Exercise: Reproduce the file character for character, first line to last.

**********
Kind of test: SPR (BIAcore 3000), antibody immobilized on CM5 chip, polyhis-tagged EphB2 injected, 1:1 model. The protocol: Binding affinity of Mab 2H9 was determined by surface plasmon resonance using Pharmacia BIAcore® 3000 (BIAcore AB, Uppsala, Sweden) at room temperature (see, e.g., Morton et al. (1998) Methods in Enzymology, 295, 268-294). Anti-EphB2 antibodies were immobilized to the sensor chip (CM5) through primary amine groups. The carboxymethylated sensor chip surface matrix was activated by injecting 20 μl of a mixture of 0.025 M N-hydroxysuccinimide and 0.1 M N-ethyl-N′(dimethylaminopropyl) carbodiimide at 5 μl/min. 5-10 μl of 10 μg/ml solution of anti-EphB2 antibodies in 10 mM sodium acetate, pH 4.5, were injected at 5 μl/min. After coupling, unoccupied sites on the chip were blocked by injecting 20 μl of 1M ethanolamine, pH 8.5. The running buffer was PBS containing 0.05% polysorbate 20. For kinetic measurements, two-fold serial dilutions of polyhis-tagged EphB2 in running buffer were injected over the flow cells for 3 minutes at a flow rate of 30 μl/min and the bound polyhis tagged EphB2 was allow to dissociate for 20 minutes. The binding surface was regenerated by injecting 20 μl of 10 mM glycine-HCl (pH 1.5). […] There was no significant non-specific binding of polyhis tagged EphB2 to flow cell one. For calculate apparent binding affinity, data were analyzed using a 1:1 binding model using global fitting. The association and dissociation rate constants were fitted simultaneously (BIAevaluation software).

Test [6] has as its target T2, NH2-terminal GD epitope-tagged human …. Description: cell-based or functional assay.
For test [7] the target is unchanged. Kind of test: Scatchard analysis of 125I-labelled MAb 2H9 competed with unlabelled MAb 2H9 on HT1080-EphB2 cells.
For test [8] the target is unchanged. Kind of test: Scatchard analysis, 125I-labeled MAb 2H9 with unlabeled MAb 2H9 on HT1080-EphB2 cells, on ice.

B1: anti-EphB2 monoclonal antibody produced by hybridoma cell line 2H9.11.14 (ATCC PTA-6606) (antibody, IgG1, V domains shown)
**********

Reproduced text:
Kind of test: SPR (BIAcore 3000), antibody immobilized on CM5 chip, polyhis-tagged EphB2 injected, 1:1 model. The protocol: Binding affinity of Mab 2H9 was determined by surface plasmon resonance using Pharmacia BIAcore® 3000 (BIAcore AB, Uppsala, Sweden) at room temperature (see, e.g., Morton et al. (1998) Methods in Enzymology, 295, 268-294). Anti-EphB2 antibodies were immobilized to the sensor chip (CM5) through primary amine groups. The carboxymethylated sensor chip surface matrix was activated by injecting 20 μl of a mixture of 0.025 M N-hydroxysuccinimide and 0.1 M N-ethyl-N′(dimethylaminopropyl) carbodiimide at 5 μl/min. 5-10 μl of 10 μg/ml solution of anti-EphB2 antibodies in 10 mM sodium acetate, pH 4.5, were injected at 5 μl/min. After coupling, unoccupied sites on the chip were blocked by injecting 20 μl of 1M ethanolamine, pH 8.5. The running buffer was PBS containing 0.05% polysorbate 20. For kinetic measurements, two-fold serial dilutions of polyhis-tagged EphB2 in running buffer were injected over the flow cells for 3 minutes at a flow rate of 30 μl/min and the bound polyhis tagged EphB2 was allow to dissociate for 20 minutes. The binding surface was regenerated by injecting 20 μl of 10 mM glycine-HCl (pH 1.5). […] There was no significant non-specific binding of polyhis tagged EphB2 to flow cell one. For calculate apparent binding affinity, data were analyzed using a 1:1 binding model using global fitting. The association and dissociation rate constants were fitted simultaneously (BIAevaluation software).

Test [6] has as its target T2, NH2-terminal GD epitope-tagged human …. Description: cell-based or functional assay.
For test [7] the target is unchanged. Kind of test: Scatchard analysis of 125I-labelled MAb 2H9 competed with unlabelled MAb 2H9 on HT1080-EphB2 cells.
For test [8] the target is unchanged. Kind of test: Scatchard analysis, 125I-labeled MAb 2H9 with unlabeled MAb 2H9 on HT1080-EphB2 cells, on ice.

B1: anti-EphB2 monoclonal antibody produced by hybridoma cell line 2H9.11.14 (ATCC PTA-6606) (antibody, IgG1, V domains shown)